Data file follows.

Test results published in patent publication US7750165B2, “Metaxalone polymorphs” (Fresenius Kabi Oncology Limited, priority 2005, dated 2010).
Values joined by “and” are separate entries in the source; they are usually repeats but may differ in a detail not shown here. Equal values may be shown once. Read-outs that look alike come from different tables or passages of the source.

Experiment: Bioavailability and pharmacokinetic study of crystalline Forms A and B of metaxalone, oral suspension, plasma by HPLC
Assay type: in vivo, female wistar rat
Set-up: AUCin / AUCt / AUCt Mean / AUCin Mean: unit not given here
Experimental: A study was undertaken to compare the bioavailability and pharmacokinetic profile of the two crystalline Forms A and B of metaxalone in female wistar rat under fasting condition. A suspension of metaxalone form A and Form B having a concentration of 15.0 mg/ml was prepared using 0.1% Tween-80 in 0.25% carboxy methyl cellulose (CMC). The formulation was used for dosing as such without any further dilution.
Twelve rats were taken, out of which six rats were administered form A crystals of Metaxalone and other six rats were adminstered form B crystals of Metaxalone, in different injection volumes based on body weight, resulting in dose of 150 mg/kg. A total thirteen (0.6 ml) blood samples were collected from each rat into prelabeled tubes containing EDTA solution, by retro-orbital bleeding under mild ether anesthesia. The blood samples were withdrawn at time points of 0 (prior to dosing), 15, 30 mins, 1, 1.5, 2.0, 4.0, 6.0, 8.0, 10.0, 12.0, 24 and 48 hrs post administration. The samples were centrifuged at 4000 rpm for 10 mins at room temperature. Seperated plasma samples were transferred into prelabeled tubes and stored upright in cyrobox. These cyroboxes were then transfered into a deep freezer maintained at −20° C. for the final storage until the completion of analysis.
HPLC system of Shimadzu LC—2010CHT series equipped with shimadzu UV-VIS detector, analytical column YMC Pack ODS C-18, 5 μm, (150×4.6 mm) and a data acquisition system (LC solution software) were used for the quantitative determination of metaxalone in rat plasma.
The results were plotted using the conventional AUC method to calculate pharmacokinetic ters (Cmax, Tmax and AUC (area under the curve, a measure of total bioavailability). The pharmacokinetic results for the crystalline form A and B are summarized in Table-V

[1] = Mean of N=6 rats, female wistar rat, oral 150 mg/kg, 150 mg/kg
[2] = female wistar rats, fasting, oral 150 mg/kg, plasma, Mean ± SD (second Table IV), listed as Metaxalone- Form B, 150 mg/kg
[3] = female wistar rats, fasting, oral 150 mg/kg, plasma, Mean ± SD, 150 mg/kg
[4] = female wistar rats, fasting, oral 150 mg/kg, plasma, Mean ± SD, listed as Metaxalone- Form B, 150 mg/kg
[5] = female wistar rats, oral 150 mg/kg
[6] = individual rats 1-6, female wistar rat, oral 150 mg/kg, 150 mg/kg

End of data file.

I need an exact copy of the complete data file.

Test results published in patent publication US7750165B2, “Metaxalone polymorphs” (Fresenius Kabi Oncology Limited, priority 2005, dated 2010).
Values joined by “and” are separate entries in the source; they are usually repeats but may differ in a detail not shown here. Equal values may be shown once. Read-outs that look alike come from different tables or passages of the source.

Experiment: Bioavailability and pharmacokinetic study of crystalline Forms A and B of metaxalone, oral suspension, plasma by HPLC
Assay type: in vivo, female wistar rat
Set-up: AUCin / AUCt / AUCt Mean / AUCin Mean: unit not given here
Experimental: A study was undertaken to compare the bioavailability and pharmacokinetic profile of the two crystalline Forms A and B of metaxalone in female wistar rat under fasting condition. A suspension of metaxalone form A and Form B having a concentration of 15.0 mg/ml was prepared using 0.1% Tween-80 in 0.25% carboxy methyl cellulose (CMC). The formulation was used for dosing as such without any further dilution.
Twelve rats were taken, out of which six rats were administered form A crystals of Metaxalone and other six rats were adminstered form B crystals of Metaxalone, in different injection volumes based on body weight, resulting in dose of 150 mg/kg. A total thirteen (0.6 ml) blood samples were collected from each rat into prelabeled tubes containing EDTA solution, by retro-orbital bleeding under mild ether anesthesia. The blood samples were withdrawn at time points of 0 (prior to dosing), 15, 30 mins, 1, 1.5, 2.0, 4.0, 6.0, 8.0, 10.0, 12.0, 24 and 48 hrs post administration. The samples were centrifuged at 4000 rpm for 10 mins at room temperature. Seperated plasma samples were transferred into prelabeled tubes and stored upright in cyrobox. These cyroboxes were then transfered into a deep freezer maintained at −20° C. for the final storage until the completion of analysis.
HPLC system of Shimadzu LC—2010CHT series equipped with shimadzu UV-VIS detector, analytical column YMC Pack ODS C-18, 5 μm, (150×4.6 mm) and a data acquisition system (LC solution software) were used for the quantitative determination of metaxalone in rat plasma.
The results were plotted using the conventional AUC method to calculate pharmacokinetic ters (Cmax, Tmax and AUC (area under the curve, a measure of total bioavailability). The pharmacokinetic results for the crystalline form A and B are summarized in Table-V

[1] = Mean of N=6 rats, female wistar rat, oral 150 mg/kg, 150 mg/kg
[2] = female wistar rats, fasting, oral 150 mg/kg, plasma, Mean ± SD (second Table IV), listed as Metaxalone- Form B, 150 mg/kg
[3] = female wistar rats, fasting, oral 150 mg/kg, plasma, Mean ± SD, 150 mg/kg
[4] = female wistar rats, fasting, oral 150 mg/kg, plasma, Mean ± SD, listed as Metaxalone- Form B, 150 mg/kg
[5] = female wistar rats, oral 150 mg/kg
[6] = individual rats 1-6, female wistar rat, oral 150 mg/kg, 150 mg/kg